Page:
- Chapter 1 - Abortion: The Religion of Witchcraft and Child Sacrifice
- Chapter 2 - Abortion in Biblical Perspective
- Chapter 3 - Abortion ... The Devil’s Mousetrap
- Chapter 4 - The Origin of Child Sacrifice
- Chapter 6 - Modern Witchcraft and Child Sacrifice
- Chapter 7 - Witchcraft, Feminism and Child Sacrifice
- Chapter 8 - Do What Thou Wilt - Witchcraft and Satanism
- Chapter 9 - Defeating Jezebel
- Chapter 10 - Tearing Down the High Places
Chapter 5 – The History of Human Sacrifice
by Eric Holmberg and Jay Rogers
Man was created in God’s own image, and it is precisely for this reason that killing of innocent human life is an abomination and a capital offense in the eyes of God.
So God created mankind in his own image,
in the image of God he created them;
male and female he created them.
- Genesis 1:27
“Whoever sheds man’s blood,
By man his blood shall be shed;
For in the image of God
He made man.”
- Genesis 9:6
As horrific and hard to comprehend as it may be, one of the most widespread forms of worship among ancient peoples involved human sacrifice. Not only in Canaan, but also in northern Africa, India, Europe, and the Americas, the ancients believed that the blood of the sacrifice is what appeased the gods.
The pagan practice of blood sacrifice is actually a perversion of the rites given by God to His people, Israel.
To its priests He declared:
“For the life of the creature is in the blood, and I have given it to you upon the altar to make atonement for your souls; for it is the blood that makes atonement for the soul” (Leviticus 17:11).
Sacrifice to any other god was condemned as idolatry:
“They shall no more offer their sacrifices to demons, after whom they have played the harlot. This shall be as statute forever for them throughout their generations” (Leviticus 17:7).
As we look at the practice of human sacrifice in ancient times, keep in mind that, according to God’s perspective, these sacrifices were made to demons – the false gods of the pagan nations.
The ancient city of Carthage was the capital of the Phoenician empire, one of the most advanced civilizations of their time. But recent archaeological expeditions have revealed another notable feature – the incredibly high incidence of child sacrifice. Altars on which children were sacrificed and stone markers, which marked the burial place of their remains, have been uncovered – along with the stone carvings on the markers that depict the children who were sacrificed. Clay jars were used to hold the remains. Burial grounds full of thousands of these ritually sacrificed children have been unearthed.
The Carthaginians were descendants of the ancient Canaanites and worshipped the same god, Baal or Moloch. Archaeologists have established that the primary deity that they children were sacrificed to was the goddess Tanet, the name being a regional representation of the more universal Ashteroth. Written accounts tell us that the priests of Baal would beat drums during the ritual sacrifice in order to drown out the cries of the grieving mothers.
As barbaric as all this may sound, we must remember that we are do much the same thing through abortion… with one obvious exception. Today we don’t commemorate or bury the children we sacrifice.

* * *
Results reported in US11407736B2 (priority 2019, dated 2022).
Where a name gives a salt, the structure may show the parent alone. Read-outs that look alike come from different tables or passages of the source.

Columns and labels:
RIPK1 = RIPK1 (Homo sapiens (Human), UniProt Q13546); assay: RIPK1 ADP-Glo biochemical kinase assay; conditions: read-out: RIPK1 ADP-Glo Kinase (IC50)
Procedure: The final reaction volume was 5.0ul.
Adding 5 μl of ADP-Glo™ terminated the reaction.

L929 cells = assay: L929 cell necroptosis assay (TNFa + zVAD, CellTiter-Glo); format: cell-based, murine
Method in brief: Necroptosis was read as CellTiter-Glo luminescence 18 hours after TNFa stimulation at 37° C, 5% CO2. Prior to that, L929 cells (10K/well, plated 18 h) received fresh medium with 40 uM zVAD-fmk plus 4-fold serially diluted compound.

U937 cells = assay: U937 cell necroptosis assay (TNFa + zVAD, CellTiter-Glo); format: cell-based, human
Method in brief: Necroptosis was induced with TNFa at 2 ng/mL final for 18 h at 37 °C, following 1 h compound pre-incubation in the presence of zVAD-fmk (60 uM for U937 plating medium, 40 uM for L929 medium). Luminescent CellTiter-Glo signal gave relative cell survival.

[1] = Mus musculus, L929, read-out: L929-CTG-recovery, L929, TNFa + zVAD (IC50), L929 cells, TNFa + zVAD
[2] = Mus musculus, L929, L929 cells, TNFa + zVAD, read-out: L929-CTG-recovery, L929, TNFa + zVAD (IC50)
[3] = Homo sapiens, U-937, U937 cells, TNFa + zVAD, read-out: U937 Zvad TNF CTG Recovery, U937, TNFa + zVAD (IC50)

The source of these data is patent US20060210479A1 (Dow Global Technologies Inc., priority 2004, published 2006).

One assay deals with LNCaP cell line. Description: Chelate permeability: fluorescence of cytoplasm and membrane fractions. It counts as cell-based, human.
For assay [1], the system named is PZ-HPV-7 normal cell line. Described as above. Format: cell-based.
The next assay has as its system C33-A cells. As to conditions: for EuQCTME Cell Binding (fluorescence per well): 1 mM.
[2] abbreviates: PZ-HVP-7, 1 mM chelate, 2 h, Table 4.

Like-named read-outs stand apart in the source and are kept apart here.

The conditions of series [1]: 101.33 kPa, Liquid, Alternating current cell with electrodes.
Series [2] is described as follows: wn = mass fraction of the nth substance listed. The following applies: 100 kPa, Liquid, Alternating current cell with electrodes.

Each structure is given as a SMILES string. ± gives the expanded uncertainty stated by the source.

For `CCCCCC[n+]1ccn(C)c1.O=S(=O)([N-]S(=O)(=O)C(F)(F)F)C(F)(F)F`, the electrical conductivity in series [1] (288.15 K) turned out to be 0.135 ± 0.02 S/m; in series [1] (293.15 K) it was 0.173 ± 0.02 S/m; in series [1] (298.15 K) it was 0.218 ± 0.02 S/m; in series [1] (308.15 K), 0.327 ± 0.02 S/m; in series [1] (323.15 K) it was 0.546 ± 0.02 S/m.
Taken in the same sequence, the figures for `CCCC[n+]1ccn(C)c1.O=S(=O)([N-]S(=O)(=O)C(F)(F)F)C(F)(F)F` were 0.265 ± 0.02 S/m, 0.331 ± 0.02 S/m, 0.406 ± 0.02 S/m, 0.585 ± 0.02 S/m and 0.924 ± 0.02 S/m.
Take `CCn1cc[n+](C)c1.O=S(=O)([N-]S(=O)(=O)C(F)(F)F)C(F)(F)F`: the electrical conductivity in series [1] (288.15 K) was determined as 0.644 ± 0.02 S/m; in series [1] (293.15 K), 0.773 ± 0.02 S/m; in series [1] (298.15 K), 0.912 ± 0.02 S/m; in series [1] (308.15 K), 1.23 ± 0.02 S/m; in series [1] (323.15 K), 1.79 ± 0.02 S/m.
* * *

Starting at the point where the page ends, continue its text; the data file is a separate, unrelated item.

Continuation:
It would be easy to attribute these ancient sacrificial rites to primitive superstition and believe that science and intellectual advancement would eventually cause this type of brutality to lessen and finally cease. But archaeologists have also discovered that over Carthage’s history, the incident of child sacrifice, even in the face of considerable intellectual advances, actually increased… until it suddenly stopped.
And how did it end? When God judged Carthage. Roman armies invaded and destroyed the entire civilization, going so far as to cover the ground with vast amounts of salt so that the land could no longer be cultivated. The reason for this magnitude of destruction? The Romans, pagan though they were, were horrified by the degree of cruelty and evil that gave rise to these sacrifices and wanted to make sure that their civilization was completely obliterated.
To this day, the stark ruins of Carthage stand as a testimony that God is not mocked. This should also prompt us to ask ourselves a critically important question: How far are we from facing a similar judgment for our own commitment to rampant child sacrifice?
We know the Aztecs, a highly advanced civilization, practiced brutal human sacrifice.
The Roman historian, Tacitus, records that the ancestors of the English speaking peoples, the Angles, sacrificed to the Mother Earth Goddess. In his Germania, On the Origin and Geography of Germany, Tacitus describes this gruesome ritual as “a ceremony performed by slaves who are immediately afterward drowned in the lake.”
Jumping ahead a few centuries, the Celtic and Northern German tribes – the ancestors of English and German speaking peoples – were commonly pagan idolaters who sacrificed their own children to the Mother Goddess. Child sacrifice and abortion were practiced and were accepted as facts of everyday life – the necessary consummation of their rampant sexual immorality.
Where did the practice of child sacrifice ultimately take these societies? The Canaanites, Carthaginians, Indians, Aztecs, and Northern Europeans – everyone who practiced open, culturally-sanctioned human sacrifice to pagan gods and goddesses – were eventually destroyed, wiped out by invading armies.
The lesson for us so-called “moderns”? Nations must obey God’s eternal Law concerning the sanctity of innocent human life – or face the dire consequences.